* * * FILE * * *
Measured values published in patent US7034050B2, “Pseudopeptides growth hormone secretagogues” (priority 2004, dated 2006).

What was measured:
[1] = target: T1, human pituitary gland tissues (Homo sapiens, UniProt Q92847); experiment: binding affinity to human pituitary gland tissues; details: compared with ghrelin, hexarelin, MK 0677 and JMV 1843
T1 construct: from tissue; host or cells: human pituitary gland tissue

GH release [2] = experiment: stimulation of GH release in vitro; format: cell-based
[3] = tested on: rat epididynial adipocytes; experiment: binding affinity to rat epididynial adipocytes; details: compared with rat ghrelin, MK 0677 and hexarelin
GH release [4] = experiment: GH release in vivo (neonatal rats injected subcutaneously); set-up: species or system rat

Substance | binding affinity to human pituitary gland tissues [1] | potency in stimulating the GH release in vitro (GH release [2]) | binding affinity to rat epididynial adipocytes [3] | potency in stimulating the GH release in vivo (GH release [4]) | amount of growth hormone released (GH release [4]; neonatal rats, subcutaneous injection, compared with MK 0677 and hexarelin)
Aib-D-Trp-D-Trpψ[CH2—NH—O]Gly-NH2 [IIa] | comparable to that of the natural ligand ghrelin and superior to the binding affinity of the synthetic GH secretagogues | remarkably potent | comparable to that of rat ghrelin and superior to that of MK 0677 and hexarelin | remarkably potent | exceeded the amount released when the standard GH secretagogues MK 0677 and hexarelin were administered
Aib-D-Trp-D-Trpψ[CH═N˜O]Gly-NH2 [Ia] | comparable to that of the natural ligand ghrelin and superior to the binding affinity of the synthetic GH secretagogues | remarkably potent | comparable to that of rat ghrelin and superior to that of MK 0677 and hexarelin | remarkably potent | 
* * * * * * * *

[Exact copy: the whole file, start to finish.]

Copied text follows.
Measured values published in patent US7034050B2, “Pseudopeptides growth hormone secretagogues” (priority 2004, dated 2006).

What was measured:
[1] = target: T1, human pituitary gland tissues (Homo sapiens, UniProt Q92847); experiment: binding affinity to human pituitary gland tissues; details: compared with ghrelin, hexarelin, MK 0677 and JMV 1843
T1 construct: from tissue; host or cells: human pituitary gland tissue

GH release [2] = experiment: stimulation of GH release in vitro; format: cell-based
[3] = tested on: rat epididynial adipocytes; experiment: binding affinity to rat epididynial adipocytes; details: compared with rat ghrelin, MK 0677 and hexarelin
GH release [4] = experiment: GH release in vivo (neonatal rats injected subcutaneously); set-up: species or system rat

Substance | binding affinity to human pituitary gland tissues [1] | potency in stimulating the GH release in vitro (GH release [2]) | binding affinity to rat epididynial adipocytes [3] | potency in stimulating the GH release in vivo (GH release [4]) | amount of growth hormone released (GH release [4]; neonatal rats, subcutaneous injection, compared with MK 0677 and hexarelin)
Aib-D-Trp-D-Trpψ[CH2—NH—O]Gly-NH2 [IIa] | comparable to that of the natural ligand ghrelin and superior to the binding affinity of the synthetic GH secretagogues | remarkably potent | comparable to that of rat ghrelin and superior to that of MK 0677 and hexarelin | remarkably potent | exceeded the amount released when the standard GH secretagogues MK 0677 and hexarelin were administered
Aib-D-Trp-D-Trpψ[CH═N˜O]Gly-NH2 [Ia] | comparable to that of the natural ligand ghrelin and superior to the binding affinity of the synthetic GH secretagogues | remarkably potent | comparable to that of rat ghrelin and superior to that of MK 0677 and hexarelin | remarkably potent | 